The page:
Jesus Christ, God’s own son, asked his Father for something very, very important. It was literally a matter of life and death. Jesus asked if the pain, mocking, and heartbreak he was to go through on the cross could pass him by. Matthew 26:39 reveals, “And going a little farther he fell on his face and prayed, saying, ‘My Father, if it be possible, let this cup pass from me; nevertheless, not as I will, but as you will.’”
God answered “no,” and Christ, the perfectly obedient son, understood and accepted. In his humanness, he wanted to avoid the painful hours to come, but in his spirit, he knew that his Father always knows best, and he was ready to become a living sacrifice for all of us.
How immeasurable is the power in submission! Jesus gives us the perfect example of trusting God to answer every prayer in just the right way out of His enduring love for us.
Allow God’s “No” to Make You Confident in His “Yes”
Perhaps one of the greatest joys in understanding that God sometimes, for our good, says “no” to us, is knowing that if we can trust in His “no,” as hard as that might be, we can be confident in His “yes!” Logically, if God is saying “no” then He has heard us, so if He says “yes” He has heard us, too! We can revel in our blessings, knowing they are from the Lord.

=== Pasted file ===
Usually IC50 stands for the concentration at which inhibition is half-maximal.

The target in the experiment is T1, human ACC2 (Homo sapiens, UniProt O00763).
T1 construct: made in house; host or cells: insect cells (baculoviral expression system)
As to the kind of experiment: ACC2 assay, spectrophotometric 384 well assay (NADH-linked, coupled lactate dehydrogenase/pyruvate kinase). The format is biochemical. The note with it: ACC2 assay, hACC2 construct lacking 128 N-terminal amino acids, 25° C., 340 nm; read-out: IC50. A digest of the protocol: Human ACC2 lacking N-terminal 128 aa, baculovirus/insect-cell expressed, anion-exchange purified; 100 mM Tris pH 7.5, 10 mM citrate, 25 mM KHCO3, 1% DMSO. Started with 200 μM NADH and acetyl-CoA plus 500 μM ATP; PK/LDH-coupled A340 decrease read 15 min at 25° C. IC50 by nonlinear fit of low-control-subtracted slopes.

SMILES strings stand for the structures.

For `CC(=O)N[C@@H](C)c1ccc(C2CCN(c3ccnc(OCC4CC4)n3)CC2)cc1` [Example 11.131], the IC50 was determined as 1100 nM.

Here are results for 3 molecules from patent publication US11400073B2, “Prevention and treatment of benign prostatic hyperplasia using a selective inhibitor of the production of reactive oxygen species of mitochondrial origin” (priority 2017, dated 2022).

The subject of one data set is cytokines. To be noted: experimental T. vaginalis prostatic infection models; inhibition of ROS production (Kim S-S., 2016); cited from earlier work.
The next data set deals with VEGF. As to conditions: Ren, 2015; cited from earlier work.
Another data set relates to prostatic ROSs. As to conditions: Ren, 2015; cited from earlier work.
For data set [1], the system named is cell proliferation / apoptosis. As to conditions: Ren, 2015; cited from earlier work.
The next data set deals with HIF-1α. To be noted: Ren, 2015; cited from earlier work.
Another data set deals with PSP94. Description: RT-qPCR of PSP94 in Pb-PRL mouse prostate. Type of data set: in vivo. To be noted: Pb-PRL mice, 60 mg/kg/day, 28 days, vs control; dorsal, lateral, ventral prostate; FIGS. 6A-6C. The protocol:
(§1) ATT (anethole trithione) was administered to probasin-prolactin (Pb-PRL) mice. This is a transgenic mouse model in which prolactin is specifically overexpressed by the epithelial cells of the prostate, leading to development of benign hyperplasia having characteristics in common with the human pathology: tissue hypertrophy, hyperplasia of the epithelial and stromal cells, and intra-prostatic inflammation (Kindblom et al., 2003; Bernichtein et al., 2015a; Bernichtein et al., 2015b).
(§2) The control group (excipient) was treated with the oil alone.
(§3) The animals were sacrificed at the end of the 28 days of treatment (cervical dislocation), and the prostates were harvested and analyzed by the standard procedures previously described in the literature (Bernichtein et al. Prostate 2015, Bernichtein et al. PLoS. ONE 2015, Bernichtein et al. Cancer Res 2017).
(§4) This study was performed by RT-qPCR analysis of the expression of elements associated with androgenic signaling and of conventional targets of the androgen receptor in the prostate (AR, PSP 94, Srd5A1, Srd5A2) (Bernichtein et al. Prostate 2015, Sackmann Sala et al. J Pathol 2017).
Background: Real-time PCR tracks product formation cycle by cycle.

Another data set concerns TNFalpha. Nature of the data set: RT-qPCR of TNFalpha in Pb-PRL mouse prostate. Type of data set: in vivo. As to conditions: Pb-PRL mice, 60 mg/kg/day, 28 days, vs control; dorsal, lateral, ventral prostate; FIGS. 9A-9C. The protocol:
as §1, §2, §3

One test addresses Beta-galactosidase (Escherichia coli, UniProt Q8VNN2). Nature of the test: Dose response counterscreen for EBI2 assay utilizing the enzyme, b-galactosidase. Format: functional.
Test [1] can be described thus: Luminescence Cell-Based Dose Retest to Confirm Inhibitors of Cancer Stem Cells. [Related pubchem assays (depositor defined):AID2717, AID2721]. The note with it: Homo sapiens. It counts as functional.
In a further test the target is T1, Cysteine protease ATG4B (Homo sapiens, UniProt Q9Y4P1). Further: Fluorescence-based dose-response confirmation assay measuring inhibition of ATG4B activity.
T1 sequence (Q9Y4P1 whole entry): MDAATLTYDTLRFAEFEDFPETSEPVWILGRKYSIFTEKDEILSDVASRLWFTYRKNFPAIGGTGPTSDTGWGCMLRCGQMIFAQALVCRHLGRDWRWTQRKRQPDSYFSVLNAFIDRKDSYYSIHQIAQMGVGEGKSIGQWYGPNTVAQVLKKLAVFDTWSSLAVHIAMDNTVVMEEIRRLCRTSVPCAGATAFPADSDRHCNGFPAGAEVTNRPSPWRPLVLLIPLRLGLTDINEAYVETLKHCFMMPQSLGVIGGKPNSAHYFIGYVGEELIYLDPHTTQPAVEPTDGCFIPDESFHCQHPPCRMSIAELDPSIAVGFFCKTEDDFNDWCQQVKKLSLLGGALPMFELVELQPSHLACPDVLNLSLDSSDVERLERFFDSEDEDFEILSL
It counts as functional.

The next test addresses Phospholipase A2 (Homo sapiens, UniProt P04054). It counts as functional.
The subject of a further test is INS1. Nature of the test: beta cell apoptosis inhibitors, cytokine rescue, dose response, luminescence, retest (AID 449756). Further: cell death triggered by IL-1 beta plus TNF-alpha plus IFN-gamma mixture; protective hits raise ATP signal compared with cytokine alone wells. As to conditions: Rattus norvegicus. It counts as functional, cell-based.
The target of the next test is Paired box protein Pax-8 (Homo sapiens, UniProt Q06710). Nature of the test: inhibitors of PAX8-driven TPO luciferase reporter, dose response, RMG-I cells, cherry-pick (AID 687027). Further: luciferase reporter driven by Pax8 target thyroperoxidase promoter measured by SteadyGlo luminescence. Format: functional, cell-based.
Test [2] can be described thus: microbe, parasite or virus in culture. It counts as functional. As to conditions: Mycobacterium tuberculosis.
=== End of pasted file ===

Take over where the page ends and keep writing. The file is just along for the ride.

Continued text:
Jeremiah 29:11 reads, “‘For I know the plans I have for you,’ declares the Lord, ‘plans for welfare and not for evil, to give you a future and a hope.’” If we do believe that the Bible contains truth, we must feel greatly loved, supported, and encouraged by this Old Testament verse. Although difficult, we must often take the long view. While this earthly life contains more than a fair portion of pain and heartache, God’s promises are rock-solid.
We must submit to God’s “no” in the way we submit to His “yes,” with trust and confidence. Taking that glorious long view, we will someday fall to our knees in Heaven in front of the Lord, thanking Him for all the “no’s” in our earthly lives – the ones that taught us the obedience that brought us to live forever in His holy presence!
Photo Credit: ©GettyImages/MangoStarStudio
Deirdre Reilly is a writer and editor, and her commentary has appeared on various websites including CBN.com, FoxNews.com, and others. Her new book, “The Pretend Christian: Traveling Beyond Denomination to the True Jesus,” details her own personal journey through doubt and fear into true belief. You can connect with Deirdre via www.deirdrereilly.com, or follow her on Twitter at @deirdrewrites.